Assessing the potential of water hyacinth for biogas production

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Milton Edimu

Abstract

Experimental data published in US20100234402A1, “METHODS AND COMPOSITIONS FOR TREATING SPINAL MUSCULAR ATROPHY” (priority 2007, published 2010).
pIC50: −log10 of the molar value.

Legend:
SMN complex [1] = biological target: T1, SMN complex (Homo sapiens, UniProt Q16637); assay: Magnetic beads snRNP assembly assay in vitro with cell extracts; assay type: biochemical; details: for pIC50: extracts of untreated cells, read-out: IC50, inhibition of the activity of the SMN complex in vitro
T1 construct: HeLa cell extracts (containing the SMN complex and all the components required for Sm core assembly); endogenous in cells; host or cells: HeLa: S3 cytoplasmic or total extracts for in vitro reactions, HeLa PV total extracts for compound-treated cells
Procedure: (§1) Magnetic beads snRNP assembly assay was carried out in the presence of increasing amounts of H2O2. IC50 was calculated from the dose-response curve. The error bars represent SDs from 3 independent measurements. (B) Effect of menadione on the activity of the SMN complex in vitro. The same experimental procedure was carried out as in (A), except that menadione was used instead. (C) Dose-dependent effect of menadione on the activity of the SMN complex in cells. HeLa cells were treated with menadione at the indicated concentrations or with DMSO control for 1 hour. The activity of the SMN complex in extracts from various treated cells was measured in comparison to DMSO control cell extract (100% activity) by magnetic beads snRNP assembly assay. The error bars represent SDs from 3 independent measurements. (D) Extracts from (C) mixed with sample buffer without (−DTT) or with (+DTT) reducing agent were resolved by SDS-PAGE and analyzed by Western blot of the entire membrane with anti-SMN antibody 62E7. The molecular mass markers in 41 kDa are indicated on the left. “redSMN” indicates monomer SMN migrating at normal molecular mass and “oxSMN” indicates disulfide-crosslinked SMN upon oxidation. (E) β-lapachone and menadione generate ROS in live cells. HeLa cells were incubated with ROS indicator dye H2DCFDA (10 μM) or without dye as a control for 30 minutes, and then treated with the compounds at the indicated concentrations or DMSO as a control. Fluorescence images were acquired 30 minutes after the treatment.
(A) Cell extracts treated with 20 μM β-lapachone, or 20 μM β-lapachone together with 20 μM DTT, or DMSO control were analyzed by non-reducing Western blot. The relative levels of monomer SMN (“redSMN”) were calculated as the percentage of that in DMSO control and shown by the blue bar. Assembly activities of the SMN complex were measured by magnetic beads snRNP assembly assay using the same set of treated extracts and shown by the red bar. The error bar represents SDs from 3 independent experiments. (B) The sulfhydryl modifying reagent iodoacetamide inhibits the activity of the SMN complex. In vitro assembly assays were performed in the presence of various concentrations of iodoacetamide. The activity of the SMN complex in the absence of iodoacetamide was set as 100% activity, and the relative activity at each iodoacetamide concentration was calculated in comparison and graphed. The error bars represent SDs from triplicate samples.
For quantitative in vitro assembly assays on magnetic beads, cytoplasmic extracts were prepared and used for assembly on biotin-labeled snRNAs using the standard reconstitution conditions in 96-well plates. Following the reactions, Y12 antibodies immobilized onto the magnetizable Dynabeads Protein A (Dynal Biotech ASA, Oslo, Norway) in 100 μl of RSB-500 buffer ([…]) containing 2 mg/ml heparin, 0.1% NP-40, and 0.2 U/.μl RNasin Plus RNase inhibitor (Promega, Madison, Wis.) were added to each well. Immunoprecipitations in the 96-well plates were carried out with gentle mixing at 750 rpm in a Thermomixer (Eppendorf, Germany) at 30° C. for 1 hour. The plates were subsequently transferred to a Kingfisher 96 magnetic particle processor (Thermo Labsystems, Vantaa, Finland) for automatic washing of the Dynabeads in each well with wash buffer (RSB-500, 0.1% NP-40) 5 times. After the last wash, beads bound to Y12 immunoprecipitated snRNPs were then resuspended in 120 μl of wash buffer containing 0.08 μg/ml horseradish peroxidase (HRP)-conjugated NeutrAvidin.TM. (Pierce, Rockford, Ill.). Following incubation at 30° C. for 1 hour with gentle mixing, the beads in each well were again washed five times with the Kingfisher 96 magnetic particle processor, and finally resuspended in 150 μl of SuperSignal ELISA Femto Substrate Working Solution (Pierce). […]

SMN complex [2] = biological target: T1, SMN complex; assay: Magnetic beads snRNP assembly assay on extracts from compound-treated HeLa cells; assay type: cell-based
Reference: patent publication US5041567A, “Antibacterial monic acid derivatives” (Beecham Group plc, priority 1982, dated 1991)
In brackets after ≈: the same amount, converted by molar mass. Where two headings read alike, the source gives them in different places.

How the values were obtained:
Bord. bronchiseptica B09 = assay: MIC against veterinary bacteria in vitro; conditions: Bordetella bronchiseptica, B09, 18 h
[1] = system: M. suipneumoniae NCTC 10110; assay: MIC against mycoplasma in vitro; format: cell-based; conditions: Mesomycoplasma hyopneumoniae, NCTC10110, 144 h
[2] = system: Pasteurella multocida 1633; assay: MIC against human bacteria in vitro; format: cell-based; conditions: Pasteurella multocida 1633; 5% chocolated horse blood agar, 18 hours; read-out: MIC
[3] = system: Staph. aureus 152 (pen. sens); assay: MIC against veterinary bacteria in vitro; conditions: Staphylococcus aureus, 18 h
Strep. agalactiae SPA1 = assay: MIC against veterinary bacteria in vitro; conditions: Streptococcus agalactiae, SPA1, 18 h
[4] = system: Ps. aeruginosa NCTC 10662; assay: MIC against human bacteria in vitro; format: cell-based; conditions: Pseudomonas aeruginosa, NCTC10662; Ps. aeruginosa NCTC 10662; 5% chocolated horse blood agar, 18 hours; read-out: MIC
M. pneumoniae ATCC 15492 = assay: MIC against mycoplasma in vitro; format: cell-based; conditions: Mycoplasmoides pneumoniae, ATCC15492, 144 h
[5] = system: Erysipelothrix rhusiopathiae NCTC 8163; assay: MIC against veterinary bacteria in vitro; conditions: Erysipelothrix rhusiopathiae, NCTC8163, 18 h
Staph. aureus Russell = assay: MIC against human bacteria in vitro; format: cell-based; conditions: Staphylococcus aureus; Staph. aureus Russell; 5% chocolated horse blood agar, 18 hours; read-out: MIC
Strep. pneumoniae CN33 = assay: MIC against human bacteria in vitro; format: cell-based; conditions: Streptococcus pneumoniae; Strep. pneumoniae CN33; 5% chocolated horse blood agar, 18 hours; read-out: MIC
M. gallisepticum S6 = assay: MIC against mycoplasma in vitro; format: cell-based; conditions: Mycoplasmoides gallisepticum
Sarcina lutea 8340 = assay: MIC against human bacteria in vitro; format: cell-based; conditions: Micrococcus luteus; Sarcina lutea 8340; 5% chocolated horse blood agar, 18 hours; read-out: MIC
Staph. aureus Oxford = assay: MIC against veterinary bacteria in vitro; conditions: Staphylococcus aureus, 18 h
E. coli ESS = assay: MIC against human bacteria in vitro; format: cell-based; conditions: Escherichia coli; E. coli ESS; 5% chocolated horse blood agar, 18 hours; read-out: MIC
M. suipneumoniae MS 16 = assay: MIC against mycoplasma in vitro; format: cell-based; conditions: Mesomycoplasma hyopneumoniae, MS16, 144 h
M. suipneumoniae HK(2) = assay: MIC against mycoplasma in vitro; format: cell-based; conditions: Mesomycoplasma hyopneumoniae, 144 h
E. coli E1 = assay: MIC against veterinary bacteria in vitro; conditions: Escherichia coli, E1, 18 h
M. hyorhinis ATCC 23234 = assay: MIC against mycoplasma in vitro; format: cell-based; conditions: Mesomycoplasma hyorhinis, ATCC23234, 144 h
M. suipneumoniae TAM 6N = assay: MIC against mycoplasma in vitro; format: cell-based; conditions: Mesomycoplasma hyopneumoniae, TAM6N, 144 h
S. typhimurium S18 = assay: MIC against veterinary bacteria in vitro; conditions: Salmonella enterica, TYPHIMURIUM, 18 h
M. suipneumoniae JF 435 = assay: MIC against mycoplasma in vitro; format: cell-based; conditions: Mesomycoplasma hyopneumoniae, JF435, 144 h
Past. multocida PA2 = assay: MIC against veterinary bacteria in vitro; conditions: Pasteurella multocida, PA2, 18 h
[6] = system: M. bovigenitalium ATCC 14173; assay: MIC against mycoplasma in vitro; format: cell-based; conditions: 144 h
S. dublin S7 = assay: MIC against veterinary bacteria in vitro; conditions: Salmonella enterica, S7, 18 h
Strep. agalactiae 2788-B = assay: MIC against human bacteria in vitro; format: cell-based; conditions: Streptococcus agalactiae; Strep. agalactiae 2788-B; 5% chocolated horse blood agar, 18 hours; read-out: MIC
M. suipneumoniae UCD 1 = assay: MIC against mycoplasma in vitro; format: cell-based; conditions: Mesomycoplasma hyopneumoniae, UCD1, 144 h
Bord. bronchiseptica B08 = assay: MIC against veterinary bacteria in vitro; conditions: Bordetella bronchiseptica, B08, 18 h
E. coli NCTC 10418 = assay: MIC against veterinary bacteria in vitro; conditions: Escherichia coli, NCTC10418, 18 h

Nalubaale hydro power station, previously known as Owen Falls dam, is the most critical generating power plant in Uganda with installed capacity of 180MW. However, water hyacinth clogs the water intakes and disrupts power generation. Despite different initiatives to utilize this weed as a resource, an average of 54 tons of water hyacinth is still harvested on a daily basis and transported to a disposal site. The research presented here looks into the possibility of extracting biogas energy from it. The research involved the evaluation of the characteristics of water hyacinth (Eichhornia crassipes) as a suitable feedstock for biogas generation. Using a laboratory set up, biogas was generated from of the water hyacinth. Different setups were considered to ascertain the most suitable digestion conditions which yield the best gas volume and best gas quality. Gas analysis was performed to determine the gas quality and the amount of energy that can be generated from the biogas. This paper also assessed the viability of large scale production of biogas energy from water hyacinth and performed a cost-benefit analysis to ascertain the economic acceptability of the project. Water hyacinth exhibits characteristics of a good feedstock for biogas generation. It has an acidic pH of 5.85 which is near neutral (7.0). Water hyacinth also has 88.58% total volatile solids and total solids of 7.89%. The setup with optimum conditions contained 170g of water hyacinth, 55g of cow dung and 225ml of water and produced 3.2 liters of biogas with 60.1% methane. 

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